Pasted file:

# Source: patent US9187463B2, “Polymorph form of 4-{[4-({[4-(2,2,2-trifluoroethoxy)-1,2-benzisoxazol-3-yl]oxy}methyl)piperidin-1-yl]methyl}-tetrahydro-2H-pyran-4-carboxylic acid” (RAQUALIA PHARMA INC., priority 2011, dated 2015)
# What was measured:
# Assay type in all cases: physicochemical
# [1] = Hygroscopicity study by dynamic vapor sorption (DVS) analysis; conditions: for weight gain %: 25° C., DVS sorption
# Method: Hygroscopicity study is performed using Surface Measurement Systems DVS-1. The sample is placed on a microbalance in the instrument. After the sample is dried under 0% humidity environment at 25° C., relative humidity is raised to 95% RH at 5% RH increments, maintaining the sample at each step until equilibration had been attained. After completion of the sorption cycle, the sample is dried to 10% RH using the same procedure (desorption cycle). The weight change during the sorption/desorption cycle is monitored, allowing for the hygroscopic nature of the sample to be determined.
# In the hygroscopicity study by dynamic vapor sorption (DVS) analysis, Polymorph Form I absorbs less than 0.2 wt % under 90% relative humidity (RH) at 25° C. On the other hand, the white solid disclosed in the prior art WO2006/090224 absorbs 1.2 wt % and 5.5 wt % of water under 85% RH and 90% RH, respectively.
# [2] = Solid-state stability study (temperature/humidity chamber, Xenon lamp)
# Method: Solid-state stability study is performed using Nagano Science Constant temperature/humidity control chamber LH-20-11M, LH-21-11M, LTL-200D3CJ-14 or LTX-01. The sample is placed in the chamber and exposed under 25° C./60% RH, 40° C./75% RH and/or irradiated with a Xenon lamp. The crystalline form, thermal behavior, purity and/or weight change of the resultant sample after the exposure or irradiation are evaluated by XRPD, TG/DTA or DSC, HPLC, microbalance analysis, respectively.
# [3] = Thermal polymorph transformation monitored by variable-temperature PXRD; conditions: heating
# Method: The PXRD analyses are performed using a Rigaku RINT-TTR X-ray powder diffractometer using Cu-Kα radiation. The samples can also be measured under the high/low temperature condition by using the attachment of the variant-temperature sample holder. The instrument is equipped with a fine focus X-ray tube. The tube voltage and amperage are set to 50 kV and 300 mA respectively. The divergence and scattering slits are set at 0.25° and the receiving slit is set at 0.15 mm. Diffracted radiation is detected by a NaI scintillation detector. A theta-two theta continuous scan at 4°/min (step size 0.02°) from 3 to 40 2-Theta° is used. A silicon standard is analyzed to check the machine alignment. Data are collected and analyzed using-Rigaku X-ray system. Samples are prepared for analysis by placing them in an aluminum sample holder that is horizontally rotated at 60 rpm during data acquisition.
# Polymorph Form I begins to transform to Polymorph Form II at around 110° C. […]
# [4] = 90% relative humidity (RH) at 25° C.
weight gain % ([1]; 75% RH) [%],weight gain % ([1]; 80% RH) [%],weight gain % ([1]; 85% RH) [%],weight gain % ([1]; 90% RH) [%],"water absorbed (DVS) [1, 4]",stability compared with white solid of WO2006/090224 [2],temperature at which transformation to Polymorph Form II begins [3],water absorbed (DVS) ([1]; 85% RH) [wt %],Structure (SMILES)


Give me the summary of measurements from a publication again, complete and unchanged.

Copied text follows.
# Source: patent US9187463B2, “Polymorph form of 4-{[4-({[4-(2,2,2-trifluoroethoxy)-1,2-benzisoxazol-3-yl]oxy}methyl)piperidin-1-yl]methyl}-tetrahydro-2H-pyran-4-carboxylic acid” (RAQUALIA PHARMA INC., priority 2011, dated 2015)
# What was measured:
# Assay type in all cases: physicochemical
# [1] = Hygroscopicity study by dynamic vapor sorption (DVS) analysis; conditions: for weight gain %: 25° C., DVS sorption
# Method: Hygroscopicity study is performed using Surface Measurement Systems DVS-1. The sample is placed on a microbalance in the instrument. After the sample is dried under 0% humidity environment at 25° C., relative humidity is raised to 95% RH at 5% RH increments, maintaining the sample at each step until equilibration had been attained. After completion of the sorption cycle, the sample is dried to 10% RH using the same procedure (desorption cycle). The weight change during the sorption/desorption cycle is monitored, allowing for the hygroscopic nature of the sample to be determined.
# In the hygroscopicity study by dynamic vapor sorption (DVS) analysis, Polymorph Form I absorbs less than 0.2 wt % under 90% relative humidity (RH) at 25° C. On the other hand, the white solid disclosed in the prior art WO2006/090224 absorbs 1.2 wt % and 5.5 wt % of water under 85% RH and 90% RH, respectively.
# [2] = Solid-state stability study (temperature/humidity chamber, Xenon lamp)
# Method: Solid-state stability study is performed using Nagano Science Constant temperature/humidity control chamber LH-20-11M, LH-21-11M, LTL-200D3CJ-14 or LTX-01. The sample is placed in the chamber and exposed under 25° C./60% RH, 40° C./75% RH and/or irradiated with a Xenon lamp. The crystalline form, thermal behavior, purity and/or weight change of the resultant sample after the exposure or irradiation are evaluated by XRPD, TG/DTA or DSC, HPLC, microbalance analysis, respectively.
# [3] = Thermal polymorph transformation monitored by variable-temperature PXRD; conditions: heating
# Method: The PXRD analyses are performed using a Rigaku RINT-TTR X-ray powder diffractometer using Cu-Kα radiation. The samples can also be measured under the high/low temperature condition by using the attachment of the variant-temperature sample holder. The instrument is equipped with a fine focus X-ray tube. The tube voltage and amperage are set to 50 kV and 300 mA respectively. The divergence and scattering slits are set at 0.25° and the receiving slit is set at 0.15 mm. Diffracted radiation is detected by a NaI scintillation detector. A theta-two theta continuous scan at 4°/min (step size 0.02°) from 3 to 40 2-Theta° is used. A silicon standard is analyzed to check the machine alignment. Data are collected and analyzed using-Rigaku X-ray system. Samples are prepared for analysis by placing them in an aluminum sample holder that is horizontally rotated at 60 rpm during data acquisition.
# Polymorph Form I begins to transform to Polymorph Form II at around 110° C. […]
# [4] = 90% relative humidity (RH) at 25° C.
weight gain % ([1]; 75% RH) [%],weight gain % ([1]; 80% RH) [%],weight gain % ([1]; 85% RH) [%],weight gain % ([1]; 90% RH) [%],"water absorbed (DVS) [1, 4]",stability compared with white solid of WO2006/090224 [2],temperature at which transformation to Polymorph Form II begins [3],water absorbed (DVS) ([1]; 85% RH) [wt %],Structure (SMILES)